2-week gun season gives hunters better shot

OUTDOORS

November 23, 1993|By PETER BAKER

Last year, Maryland held its first two-week firearms season for deer, and with the opener of this year's firearms season on Saturday, the jury still is out on whether the longer gun season will be an effective management tool.

For the most part, state Department of Natural Resources officials say, gun hunters across the state responded well to the changes initiated last year.

"It is probably going to take three or four years before we can establish a trend as to whether the harvest has been significantly increased," said Joshua Sandt, director of DNR's Wildlife Division.

"But we know it was very successful from a recreational standpoint. A lot of people have offered positive comments on the extra opportunities to hunt."

Maryland posted another record deer kill last year (51,098 overall, 35,133 in modern firearms season), Sandt said, but the major effect of the two-week season was to spread the hunting pressure over a longer period.

"You do get a slight increase [in the total kill] because the odds are more in your favor the more you go out," said Sandt, adding that the majority of deer hunters in the state goes after a single kill each season.

According to Maryland's Big Game Report, which is produced annually by the Wildlife Division, 77 percent of Maryland's 110,000 deer hunters take only one deer.

"That person who wants to hunt one-on-one with the deer, his opportunities have increased," Sandt said. "The person who likes to go out and sit on a stump and wait for a deer to be chased by, that person's opportunities have been decreased, so the two sort of balance out."

Opening day continues to be the key to the gun season, and the reason is an increased hunting pressure, which keeps the deer on the move.

"Half of our deer kill comes on opening day," Sandt said. "If we have a cold or a cool, clear day, then we are going to have a high harvest. If it is a rainy day or a warm day, then the harvest will be down or similar to what it was the last year.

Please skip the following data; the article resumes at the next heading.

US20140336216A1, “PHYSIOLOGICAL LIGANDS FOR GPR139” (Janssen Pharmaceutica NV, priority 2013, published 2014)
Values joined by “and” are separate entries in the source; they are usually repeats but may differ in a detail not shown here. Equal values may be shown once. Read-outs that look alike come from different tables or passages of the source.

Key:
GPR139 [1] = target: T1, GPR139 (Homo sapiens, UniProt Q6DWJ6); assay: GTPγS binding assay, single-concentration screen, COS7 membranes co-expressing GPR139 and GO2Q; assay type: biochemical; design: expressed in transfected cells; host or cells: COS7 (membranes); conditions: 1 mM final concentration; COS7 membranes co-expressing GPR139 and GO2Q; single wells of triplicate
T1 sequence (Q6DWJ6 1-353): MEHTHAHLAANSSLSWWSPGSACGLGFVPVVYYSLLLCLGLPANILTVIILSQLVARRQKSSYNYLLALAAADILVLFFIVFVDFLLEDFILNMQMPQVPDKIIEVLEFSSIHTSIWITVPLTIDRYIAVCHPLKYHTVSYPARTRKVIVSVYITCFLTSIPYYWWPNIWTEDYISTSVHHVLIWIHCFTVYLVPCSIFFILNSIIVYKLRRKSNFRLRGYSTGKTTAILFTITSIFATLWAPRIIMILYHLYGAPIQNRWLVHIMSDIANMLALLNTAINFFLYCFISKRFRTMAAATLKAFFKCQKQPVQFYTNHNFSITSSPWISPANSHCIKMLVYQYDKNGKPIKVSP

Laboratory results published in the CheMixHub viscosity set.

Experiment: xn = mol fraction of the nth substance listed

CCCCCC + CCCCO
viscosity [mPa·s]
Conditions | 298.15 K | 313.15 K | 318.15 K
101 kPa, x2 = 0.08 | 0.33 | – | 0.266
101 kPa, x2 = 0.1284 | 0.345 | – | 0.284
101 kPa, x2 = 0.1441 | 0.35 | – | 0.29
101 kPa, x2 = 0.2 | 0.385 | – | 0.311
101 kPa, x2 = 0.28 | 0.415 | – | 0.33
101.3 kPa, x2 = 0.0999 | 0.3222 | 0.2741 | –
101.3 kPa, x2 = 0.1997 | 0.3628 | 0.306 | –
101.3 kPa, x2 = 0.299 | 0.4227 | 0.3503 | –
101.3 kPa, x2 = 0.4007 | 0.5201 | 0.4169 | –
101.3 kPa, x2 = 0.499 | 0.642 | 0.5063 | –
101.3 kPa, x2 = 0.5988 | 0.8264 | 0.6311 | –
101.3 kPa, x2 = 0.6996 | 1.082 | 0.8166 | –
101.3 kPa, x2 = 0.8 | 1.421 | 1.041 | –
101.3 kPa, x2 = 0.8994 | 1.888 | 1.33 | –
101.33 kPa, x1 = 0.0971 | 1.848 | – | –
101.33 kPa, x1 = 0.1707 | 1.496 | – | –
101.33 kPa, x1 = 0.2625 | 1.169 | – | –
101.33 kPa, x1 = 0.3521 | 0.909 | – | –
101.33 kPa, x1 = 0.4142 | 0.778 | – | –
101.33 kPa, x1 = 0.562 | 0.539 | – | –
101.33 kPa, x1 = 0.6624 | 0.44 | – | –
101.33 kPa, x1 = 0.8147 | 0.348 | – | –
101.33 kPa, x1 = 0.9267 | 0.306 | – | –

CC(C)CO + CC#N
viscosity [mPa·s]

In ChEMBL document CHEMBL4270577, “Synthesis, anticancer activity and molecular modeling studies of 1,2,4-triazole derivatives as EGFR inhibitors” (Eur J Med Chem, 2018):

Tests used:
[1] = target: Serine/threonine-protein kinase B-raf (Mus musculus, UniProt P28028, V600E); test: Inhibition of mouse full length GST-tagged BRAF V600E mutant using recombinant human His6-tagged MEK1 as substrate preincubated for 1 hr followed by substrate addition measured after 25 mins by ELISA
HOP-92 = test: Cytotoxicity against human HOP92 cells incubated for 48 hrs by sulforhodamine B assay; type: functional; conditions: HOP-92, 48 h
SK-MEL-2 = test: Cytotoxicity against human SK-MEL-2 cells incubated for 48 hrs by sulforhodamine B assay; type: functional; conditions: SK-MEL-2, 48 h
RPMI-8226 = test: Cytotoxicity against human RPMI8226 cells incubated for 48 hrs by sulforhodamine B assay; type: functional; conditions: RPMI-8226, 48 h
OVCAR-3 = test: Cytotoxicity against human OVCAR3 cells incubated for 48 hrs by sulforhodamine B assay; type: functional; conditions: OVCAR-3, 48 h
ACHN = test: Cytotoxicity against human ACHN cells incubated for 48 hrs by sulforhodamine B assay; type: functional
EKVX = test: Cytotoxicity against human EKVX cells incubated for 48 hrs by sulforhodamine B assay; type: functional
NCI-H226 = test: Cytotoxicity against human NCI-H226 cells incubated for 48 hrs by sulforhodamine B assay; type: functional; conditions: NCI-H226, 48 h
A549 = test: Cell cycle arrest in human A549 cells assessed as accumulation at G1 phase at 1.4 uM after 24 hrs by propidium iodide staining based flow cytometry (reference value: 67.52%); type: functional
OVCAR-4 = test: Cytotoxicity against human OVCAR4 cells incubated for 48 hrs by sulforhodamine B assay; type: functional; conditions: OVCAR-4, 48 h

"But when you have a good opening day, you will get that 10- or 15-percent increase," Sandt said.

The number of deer hunters in Maryland has stayed about the same the past two or three years, Sandt said, and the success rate has been increasing. One in three hunters gets a deer each season.

Maryland's deer herd of more than 160,000 is in excellent condition, according to DNR biologists, who report that only Garrett and Allegany counties are showing stable deer populations.

"We can look at the bow harvest up to this time and see that all counties are up over last year, except Garrett and Allegany," Sandt said.

In the central region -- the upper Eastern Shore and Harford, Carroll and Baltimore counties -- and in Southern Maryland, the deer population is doing extremely well, to the dismay of some landowners, whose crops have taken a beating this year.

"In Southern Maryland, we had a group approach us earlier this year looking for extended seasons [to reduce crop damage]," Sandt said, "so that population is growing by leaps and bounds."

Marilyn Mause, wildlife director for the central region, said the deer population in Kent, Queen Anne's, Cecil, Harford, Carroll and Baltimore counties is healthy enough to produce twins regularly and frequently produce triplets.

The lower Eastern Shore also has a healthy deer population, said Darrell Roberts, forest game program manager with DNR, although it is not growing as rapidly as the populations in the central region and Southern Maryland.

"If you want to draw the line from Frederick County east, we see an increasing population," Roberts said.

In some areas where the herd is increasing most rapidly, there are few public lands on which to hunt, and in other growth areas, the increase in residential areas is creating good habitat, but questionable hunting grounds.

In the outer suburban areas, it is a Catch-22 -- the deer fit in nicely on the edges of suburbia, but firearms hunting does not and bow hunters alone cannot cull the deer herds.

"It is becoming a real problem -- not only here in Maryland, but throughout the East," Roberts said. "Anywhere you have a large city [and the surrounding suburbs and small farms], you start running into problems with how you are going to manage that deer population."

The mathematics of it seem to be straightforward. In the fast-growing areas of the state, deer are producing twins, which creates twice the growth, Roberts said.

Compounding the problem, is the biology of deer reproduction, which in most of Maryland seems to be largely free of stress.

"What will happen with biological reproduction in whitetail deer is that we may reach a point where they are under stress and they begin pushing off more males than females," Roberts said. "That is nature's way of trying to minimize the amount of reproductive animals in the population. Everything rides on the female."

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